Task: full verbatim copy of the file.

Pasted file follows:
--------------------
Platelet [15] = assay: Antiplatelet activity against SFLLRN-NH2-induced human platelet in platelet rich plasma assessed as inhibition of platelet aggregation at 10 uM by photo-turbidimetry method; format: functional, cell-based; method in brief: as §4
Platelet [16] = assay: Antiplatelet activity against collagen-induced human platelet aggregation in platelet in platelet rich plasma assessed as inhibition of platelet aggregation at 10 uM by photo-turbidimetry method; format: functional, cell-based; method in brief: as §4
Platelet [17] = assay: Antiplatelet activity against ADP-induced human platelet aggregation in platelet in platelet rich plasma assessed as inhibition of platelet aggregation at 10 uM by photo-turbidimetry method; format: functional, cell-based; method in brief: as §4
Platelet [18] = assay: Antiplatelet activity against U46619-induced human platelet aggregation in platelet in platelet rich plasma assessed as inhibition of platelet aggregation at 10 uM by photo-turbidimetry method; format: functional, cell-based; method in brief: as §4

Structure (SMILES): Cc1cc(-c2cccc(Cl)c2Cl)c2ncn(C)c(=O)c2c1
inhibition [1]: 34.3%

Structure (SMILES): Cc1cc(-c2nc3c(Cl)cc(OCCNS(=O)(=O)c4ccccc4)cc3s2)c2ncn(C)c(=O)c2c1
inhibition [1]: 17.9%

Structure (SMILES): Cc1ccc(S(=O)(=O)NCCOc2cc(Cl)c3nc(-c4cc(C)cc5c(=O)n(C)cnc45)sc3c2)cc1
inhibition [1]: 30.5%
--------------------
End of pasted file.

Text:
Platelet [15] = assay: Antiplatelet activity against SFLLRN-NH2-induced human platelet in platelet rich plasma assessed as inhibition of platelet aggregation at 10 uM by photo-turbidimetry method; format: functional, cell-based; method in brief: as §4
Platelet [16] = assay: Antiplatelet activity against collagen-induced human platelet aggregation in platelet in platelet rich plasma assessed as inhibition of platelet aggregation at 10 uM by photo-turbidimetry method; format: functional, cell-based; method in brief: as §4
Platelet [17] = assay: Antiplatelet activity against ADP-induced human platelet aggregation in platelet in platelet rich plasma assessed as inhibition of platelet aggregation at 10 uM by photo-turbidimetry method; format: functional, cell-based; method in brief: as §4
Platelet [18] = assay: Antiplatelet activity against U46619-induced human platelet aggregation in platelet in platelet rich plasma assessed as inhibition of platelet aggregation at 10 uM by photo-turbidimetry method; format: functional, cell-based; method in brief: as §4

Structure (SMILES): Cc1cc(-c2cccc(Cl)c2Cl)c2ncn(C)c(=O)c2c1
inhibition [1]: 34.3%

Structure (SMILES): Cc1cc(-c2nc3c(Cl)cc(OCCNS(=O)(=O)c4ccccc4)cc3s2)c2ncn(C)c(=O)c2c1
inhibition [1]: 17.9%

Structure (SMILES): Cc1ccc(S(=O)(=O)NCCOc2cc(Cl)c3nc(-c4cc(C)cc5c(=O)n(C)cnc45)sc3c2)cc1
inhibition [1]: 30.5%